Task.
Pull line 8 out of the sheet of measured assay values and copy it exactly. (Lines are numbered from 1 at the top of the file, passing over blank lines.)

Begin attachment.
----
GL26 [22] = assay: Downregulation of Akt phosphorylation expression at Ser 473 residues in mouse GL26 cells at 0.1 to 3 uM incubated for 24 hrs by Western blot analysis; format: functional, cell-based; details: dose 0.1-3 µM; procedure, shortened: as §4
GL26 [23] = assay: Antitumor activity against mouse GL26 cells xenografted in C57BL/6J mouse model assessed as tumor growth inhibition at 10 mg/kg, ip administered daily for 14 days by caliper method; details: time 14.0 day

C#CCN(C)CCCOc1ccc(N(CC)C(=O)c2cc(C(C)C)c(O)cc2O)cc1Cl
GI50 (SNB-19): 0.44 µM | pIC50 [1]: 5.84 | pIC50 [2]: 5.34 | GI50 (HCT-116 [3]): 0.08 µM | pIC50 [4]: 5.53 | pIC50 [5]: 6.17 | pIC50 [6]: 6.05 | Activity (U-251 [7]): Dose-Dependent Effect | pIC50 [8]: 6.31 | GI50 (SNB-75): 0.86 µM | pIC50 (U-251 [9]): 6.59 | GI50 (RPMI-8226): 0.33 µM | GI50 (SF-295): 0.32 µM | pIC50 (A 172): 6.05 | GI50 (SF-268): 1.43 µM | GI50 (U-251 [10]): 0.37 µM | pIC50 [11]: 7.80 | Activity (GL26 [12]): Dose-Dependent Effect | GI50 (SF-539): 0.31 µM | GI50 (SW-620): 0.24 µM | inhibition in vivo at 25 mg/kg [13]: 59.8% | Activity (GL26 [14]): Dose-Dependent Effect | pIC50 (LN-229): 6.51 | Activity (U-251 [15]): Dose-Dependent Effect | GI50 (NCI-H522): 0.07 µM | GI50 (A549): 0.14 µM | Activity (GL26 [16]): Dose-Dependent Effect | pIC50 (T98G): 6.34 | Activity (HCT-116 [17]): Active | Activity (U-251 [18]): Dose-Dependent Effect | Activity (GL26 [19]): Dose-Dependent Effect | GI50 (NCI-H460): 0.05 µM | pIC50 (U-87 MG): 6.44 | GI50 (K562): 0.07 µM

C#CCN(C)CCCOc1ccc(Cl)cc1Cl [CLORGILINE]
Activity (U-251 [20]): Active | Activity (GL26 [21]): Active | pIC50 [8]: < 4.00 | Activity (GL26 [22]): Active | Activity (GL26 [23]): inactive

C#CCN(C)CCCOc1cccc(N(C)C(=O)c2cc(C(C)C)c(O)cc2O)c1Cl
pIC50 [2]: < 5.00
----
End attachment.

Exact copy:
pIC50 [2]: < 5.00